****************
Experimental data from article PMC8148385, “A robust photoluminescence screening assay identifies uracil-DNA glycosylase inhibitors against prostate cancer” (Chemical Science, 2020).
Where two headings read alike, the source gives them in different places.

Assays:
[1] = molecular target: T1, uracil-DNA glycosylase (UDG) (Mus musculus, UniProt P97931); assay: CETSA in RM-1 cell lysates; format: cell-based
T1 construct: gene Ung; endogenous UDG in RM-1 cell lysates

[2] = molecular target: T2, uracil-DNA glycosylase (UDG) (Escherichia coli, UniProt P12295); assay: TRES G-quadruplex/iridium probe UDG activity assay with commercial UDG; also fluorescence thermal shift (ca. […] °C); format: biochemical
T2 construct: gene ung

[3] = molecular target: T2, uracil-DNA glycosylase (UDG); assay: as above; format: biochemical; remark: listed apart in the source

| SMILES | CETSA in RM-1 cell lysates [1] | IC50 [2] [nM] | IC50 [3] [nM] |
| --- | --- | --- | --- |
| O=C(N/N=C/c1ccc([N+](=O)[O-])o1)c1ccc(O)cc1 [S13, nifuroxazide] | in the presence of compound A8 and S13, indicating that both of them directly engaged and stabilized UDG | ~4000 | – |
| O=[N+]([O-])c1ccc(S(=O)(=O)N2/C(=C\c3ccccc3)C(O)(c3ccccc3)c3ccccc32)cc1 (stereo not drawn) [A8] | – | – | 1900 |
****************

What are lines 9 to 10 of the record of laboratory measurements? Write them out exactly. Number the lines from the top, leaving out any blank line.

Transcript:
| SMILES | CETSA in RM-1 cell lysates [1] | IC50 [2] [nM] | IC50 [3] [nM] |
| --- | --- | --- | --- |